... vigorous, provocative ... compelling, bold and stylishly written. But in his epilogue, Mr. Whyte overplays his hand. He compares the regulation of auto makers to current attempts to hold pharmaceutical companies responsible for the opioid epidemic.
If Whyte frames the book in sometimes off-putting conservative terms—he refers to the array of landmark laws passed by the 89th Congress, including the Social Security Act, the Voting Rights Act, and the Highway Safety Act (mandating seat belts and head restraints), as an 'orgy' of legislation—he does a good job of parsing the self-interests of many of the principals, while adding depth and welcome nuance to this significant American business story.
Could any book be evaluated for its separate qualities on a standalone basis, like so many subjects in grade school, then The Sack of Detroit might warrant a checkered report card, with an A- here and a C+ there. Alas, a book is the sum of its parts, and only the best ones amount to more. The flaws in Whyte’s new work tend to sully its finest features, some of which are very fine, indeed ... the author’s research is powerfully thorough. It seems he left no report, testimony, notepad scribble, or utterance unconsidered ... Where Whyte loses the reader is among the thicket of claims that GM had the kind of global importance the author sees. Granted, many of those alive in the 1960s accorded to GM similar praise. The company made history, no doubt, but the more salient question is: How much? ... Despite its heft, The Sack of Detroit is worth getting through for its last chapters, in which Whyte draws sharp parallels with today’s American industrial giants and the backlash they face over reckless stewardship ... succeeds most in its portrayal of the achievements and idol status of the great American automobile, and the manufacturers — GM chief among them — which so many have worshipped. The slow demise of General Motors was not the 'end of American enterprise,' as Whyte claims throughout. Instead, it was a continuation of a long road, as old as human ambition, toward a constantly shifting balance among business, regulation, and consumer vigilance. That is, as ever, where American enterprise finds itself today.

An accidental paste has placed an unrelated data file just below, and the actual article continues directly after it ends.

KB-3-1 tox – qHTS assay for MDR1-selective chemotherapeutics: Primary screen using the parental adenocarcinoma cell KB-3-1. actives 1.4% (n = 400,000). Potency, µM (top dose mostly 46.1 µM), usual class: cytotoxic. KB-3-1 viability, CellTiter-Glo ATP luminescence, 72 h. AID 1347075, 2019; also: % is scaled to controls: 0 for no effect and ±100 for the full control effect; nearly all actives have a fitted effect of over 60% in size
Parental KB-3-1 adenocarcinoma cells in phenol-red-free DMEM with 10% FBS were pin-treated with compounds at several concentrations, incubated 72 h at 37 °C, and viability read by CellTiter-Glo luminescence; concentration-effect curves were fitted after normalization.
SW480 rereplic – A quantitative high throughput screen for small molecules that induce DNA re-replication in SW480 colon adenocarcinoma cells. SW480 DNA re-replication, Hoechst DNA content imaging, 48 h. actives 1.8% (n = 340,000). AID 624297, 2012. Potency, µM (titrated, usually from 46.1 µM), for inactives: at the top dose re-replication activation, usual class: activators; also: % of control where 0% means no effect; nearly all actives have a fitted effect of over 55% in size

... adroit, thoroughly researched ... Whyte argues persuasively against assuming 'the altruism of crusaders and reformers,' some of whom are intent on 'assigning blame and sacking rich targets' ... An authoritative contribution to business and automotive history.
... strident ... Though some intriguing points are raised, Whyte’s antipathy toward the 'regulatory state' and ardent sympathy for corporate executives cast doubt on the fairness of his analysis. This agenda-driven history overstates its case.